USPTO Ramping Up Patent Approvals

from the this-is-not-a-good-thing dept

A bunch of folks sent over a silly and somewhat uninformed article claiming that the US Patent Office was aiming to block small businesses from filing patents by increasing the costs of patent applications so that only large companies could afford it. It's not worth wasting much time on that article, other than to say it's just wrong. The fee plans include an option to let small businesses and individual inventors qualify for cheaper fees -- which is actually something that I think is a problem. And, more importantly, the fee for filing a patent is a tiny fraction of the cost of getting a patent. The argument that the USPTO is looking to make it more difficult for small businesses to file for patents is incredibly uninformed. In fact, lately, the USPTO has been bending over backwards to make things easier for small businesses.

But, the article does mention, correctly, that the USPTO has been on a mission to decrease the amount of time it takes to review a patent. Now, the USPTO has been saying this for quite some time, and usually it's followed by talk of plans to hire more patent examiners. Of course, that's the wrong way to go about things. That's because the patent system doesn't scale, while the rate of innovation actually is scaling. The real way to decrease the time it takes to review a patent is to stop approving bogus patents. Seriously.

Unfortunately, it looks like the new USPTO, under David Kappos, may be going in the opposite direction.

In the late 90s into the early 2000s, the rate of patent approvals was quite high, leading to more patents being filed and more questionable lawsuits. After Lerner and Jaffe published their book Innovation and its Discontents, which highlighted the massive problems of the patent system -- including that examiners had more incentives to approve patents than deny them, the USPTO finally began to shift a little, and it actually began to get more difficult for patent approvals. Add to that a series of miraculously smart Supreme Court rulings on patent issues (with KSR's decision redefining how "obviousness" is measured being a small, but useful, step in the right direction), suddenly patent approval ratings dropped -- dropping from around 70% to around 50% in just a few years.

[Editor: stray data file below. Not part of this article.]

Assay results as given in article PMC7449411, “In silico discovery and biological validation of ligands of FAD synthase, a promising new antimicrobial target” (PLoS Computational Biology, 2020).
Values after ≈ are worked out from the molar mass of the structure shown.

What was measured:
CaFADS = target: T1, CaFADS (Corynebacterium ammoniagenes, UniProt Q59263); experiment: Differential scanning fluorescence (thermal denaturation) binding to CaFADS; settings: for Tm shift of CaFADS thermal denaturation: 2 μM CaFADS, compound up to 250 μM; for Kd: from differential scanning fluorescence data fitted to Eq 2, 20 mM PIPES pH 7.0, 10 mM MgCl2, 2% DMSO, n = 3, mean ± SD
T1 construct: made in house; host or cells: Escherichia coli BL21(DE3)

However, is all that being reversed? Patently-O recently pointed out that the USPTO appears to be approving patents at a much higher rate again, and there's lots of speculation as to why. Many assume that, as was noted in the original link above, Kappos and his boss, Commerce Secretary Gary Locke, are focused on reducing backlog. And so the incentives and pressure within the USPTO is to just approve patents to get them out of the way. If true, this is incredibly short-sighted and will backfire. The end result is that more bad patents get approved, and when bad patents get approved it increases bad lawsuits, followed by bad rulings for huge sums of money... leading more people to file for more bad patents hoping to win the same kind of jackpot.

There is, also, the more cynical argument, which is that since the USPTO is funded by fees, and as it is always looking to increase its budget (what organization doesn't?), it approves more patents to get more applications in, knowing that it can get more money that way. I'd like to hope this isn't the case, but either way, the pace of approvals is troubling.

Filed Under: approvals, backlog, patents

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  1. identicon
    step back, 14 May 2010 @ 4:54am

    Liar liar, Masnik pants a fire

    @ comment 8 Masnik writes:
    "if rejected, you can just keep trying over and over and over again. There is no real "final" rejection in the process. So this actually can clog up the system even more, and the examiners know that, since they have to spend time ..."

    There are multiple deceptions embedded in that response (@8).

    (1) Firstly, the second Office Action is almost always a "Final" rejection.

    (2) Second the clock keeps ticking down on the inventor's 20 year time limit, and trust me, patent examiners know very well how to suck down on what time is left. They automatically get and almost always suck out the first 14 months plus 4 months for every round of response.

    (3) Third, few inventors can be their own patent attorneys or agents. It is very costly to hire an attorney/agent and an inventor's funds are finite. So just running out of money equals a final rejection. All an examiner has to do is cycle an inventor of limited means though a couple of cycles of soak and rinse and the financial consequences equate to a final rejection.

    (4) Masnik would like his readers/followers to believe in the myth of the evil and fabulously rich patent troll who is just sitting there under the bridge with all the time in the world to milk the patent system for all it's worth while contributing nothing in return.

    (5) The reality is often the other way around. The Patent Office is (was?) the troll milking poor inventors out of everything they have while taking their invention disclosures and publishing them for everyone else to freely take of while giving the inventors nothing in return for their efforts. Liar liar. Recant thy misinforming brimstone and fire.

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